Clause 174 makes it an offence to enter a casino using another person’s name or identification.
Clause 175 makes it an offence to refuse to provide information in specified circumstances.
Clause 176 makes it an offence to destroy or falsify documents required by the Commission, an inspector or an authorised person.
Clause 177 makes it an offence to provide false or misleading information to the Commission, a police officer, an inspector or an authorised person.
Clause 178 makes it an offence for a person to refuse access to, obstruct, hinder or delay the duties of persons under the Act.
Clause 179 provides for prosecution of offences.
Clause 180 provides that a person suspected of committing, or attempting to commit, or who has committed an offence may be detained at or near a casino until the arrival of a police officer.
Clause 181 provides an inspector or authorised person with certain powers of enforcement.
Clause 182 provides there is no general right of compensation from the Commission for the revocation,
suspension or variation of the terms of any licence.
Clause 183 provides that any licence or approval granted under the Act is a revocable privilege.
Clause 184 enables the Commission to conduct investigations of suitability.
Clause 185 enables the Commission to require the holder of any licence or approval to provide a security deposit of such amount as required by the Commission.
Clause 186 enables the Commission to accept a written undertaking by a holder of any licence or approval granted by the Commission.
Clause 187 enables the Commission to direct a casino operator to provide information to assist a law enforcement agency.
Clause 188 provides offences by bodies corporate.
Clause 189 provides for the preservation of confidentiality.
Clause 190 provides for cooperation with any foreign regulatory body.
Clause 191 provides for protection from liability for acts done or omitted in good faith.
Clause 192 provides a general penalty for persons guilty of an offence under the Act for which there is no penalty provided in the Act.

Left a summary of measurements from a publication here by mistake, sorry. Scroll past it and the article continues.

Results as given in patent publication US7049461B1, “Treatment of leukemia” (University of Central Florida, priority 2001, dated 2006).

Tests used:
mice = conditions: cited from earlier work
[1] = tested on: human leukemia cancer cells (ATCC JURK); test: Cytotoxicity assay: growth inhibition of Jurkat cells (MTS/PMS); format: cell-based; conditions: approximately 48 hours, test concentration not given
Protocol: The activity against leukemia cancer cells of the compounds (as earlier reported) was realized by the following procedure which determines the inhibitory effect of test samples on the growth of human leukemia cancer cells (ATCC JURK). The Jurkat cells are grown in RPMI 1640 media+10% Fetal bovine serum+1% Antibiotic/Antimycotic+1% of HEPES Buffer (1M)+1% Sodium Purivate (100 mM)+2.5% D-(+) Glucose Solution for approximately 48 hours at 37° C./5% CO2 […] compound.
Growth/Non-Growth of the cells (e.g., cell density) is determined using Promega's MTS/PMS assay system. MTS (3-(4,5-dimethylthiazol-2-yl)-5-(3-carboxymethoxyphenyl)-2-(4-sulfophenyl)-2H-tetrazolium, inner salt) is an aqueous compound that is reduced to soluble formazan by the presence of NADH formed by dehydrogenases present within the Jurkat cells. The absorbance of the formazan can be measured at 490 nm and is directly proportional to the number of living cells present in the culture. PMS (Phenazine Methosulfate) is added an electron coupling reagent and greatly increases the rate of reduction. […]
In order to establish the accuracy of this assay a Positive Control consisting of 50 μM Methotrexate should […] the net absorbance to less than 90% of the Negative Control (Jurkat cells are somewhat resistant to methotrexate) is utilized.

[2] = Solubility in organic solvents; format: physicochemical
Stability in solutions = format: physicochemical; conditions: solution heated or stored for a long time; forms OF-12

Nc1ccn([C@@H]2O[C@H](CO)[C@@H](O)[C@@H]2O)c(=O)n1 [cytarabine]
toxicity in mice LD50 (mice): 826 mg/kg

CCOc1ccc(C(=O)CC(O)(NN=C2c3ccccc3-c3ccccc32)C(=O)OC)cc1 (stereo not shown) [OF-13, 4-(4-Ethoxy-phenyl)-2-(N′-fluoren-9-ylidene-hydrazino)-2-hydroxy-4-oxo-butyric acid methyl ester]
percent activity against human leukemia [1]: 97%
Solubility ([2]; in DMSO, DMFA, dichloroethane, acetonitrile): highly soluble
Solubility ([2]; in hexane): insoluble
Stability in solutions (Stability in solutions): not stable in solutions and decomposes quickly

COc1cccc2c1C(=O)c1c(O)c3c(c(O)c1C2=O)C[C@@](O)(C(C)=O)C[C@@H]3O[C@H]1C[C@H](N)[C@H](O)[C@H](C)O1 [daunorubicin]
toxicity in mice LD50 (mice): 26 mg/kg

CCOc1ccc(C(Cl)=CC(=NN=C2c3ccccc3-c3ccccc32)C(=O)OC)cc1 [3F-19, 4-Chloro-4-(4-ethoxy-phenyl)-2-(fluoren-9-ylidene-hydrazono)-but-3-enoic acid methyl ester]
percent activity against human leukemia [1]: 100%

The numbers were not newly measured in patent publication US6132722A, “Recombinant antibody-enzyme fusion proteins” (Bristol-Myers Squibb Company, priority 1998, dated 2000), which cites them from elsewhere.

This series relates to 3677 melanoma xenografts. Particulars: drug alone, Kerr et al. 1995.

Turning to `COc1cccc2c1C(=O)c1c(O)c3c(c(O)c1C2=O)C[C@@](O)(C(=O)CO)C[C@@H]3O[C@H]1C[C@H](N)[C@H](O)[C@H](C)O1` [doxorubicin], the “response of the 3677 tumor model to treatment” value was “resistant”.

Clause 193 provides that all financial penalties under the Act must be paid to the Commission.
Clause 194 enables the Minister, by order, to amend Schedule 2 to the Act.
Clause 195 provides for the service of summonses and notices etc.
Clause 196 gives the Minister regulation-making power.
Clause 197 gives the Minister power to make rules.
Clause 198 provides for the adoption of codes, standards of performance or specifications.
Clause 199 provides for codes, standards of performance or specifications to be issued by the Commission.
Clause 200 provides for guidelines regarding compliance.
Clause 201 provides for savings.
Clause 202 provides for consequential amendments.
Clause 203 provides for the commencement of the Bill

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Comments (24)

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  1. San George says:

    Three licenses – creation of another group of near monopolies in Bermuda; should not have inserted the limitation.

    • John E. Thorne says:

      Bermuda is a small place and in order for casinos to be profitable you need volumes of people gambling in them. I am of the opinion that 3 licences may turn out to be too many as it is. I understand though that to get investors to build new hotels casinos had to be made legal. One in the east, one in the west and one in Hamilton makes logical sense to me. Time will tell.

      • Longtail says:

        So true JET… casinos operate on the premise that a lot (volumes) of people are needed, each (on average) loosing a little bit of money, whereas with Bermuda’s limitations we need a smaller amount of people all loosing a lot of money to make casinos work here. Time indeed will tell!

        • Black Soil says:

          The mission IS to get more people to visit Bermuda. Vegas was once a desert you know.

    • Not exactly says:

      Atlantic City is now suffering due to the oversaturation of their local gaming market. The cap is definitely better than converting Bermuda into a no holds barred slot machine in every cafe kind of place.

    • Coffee says:

      It is for the exact same reason San George espouses that I take the position that casino’s in Bermuda should be nationalized .

    • Purple Koolaid says: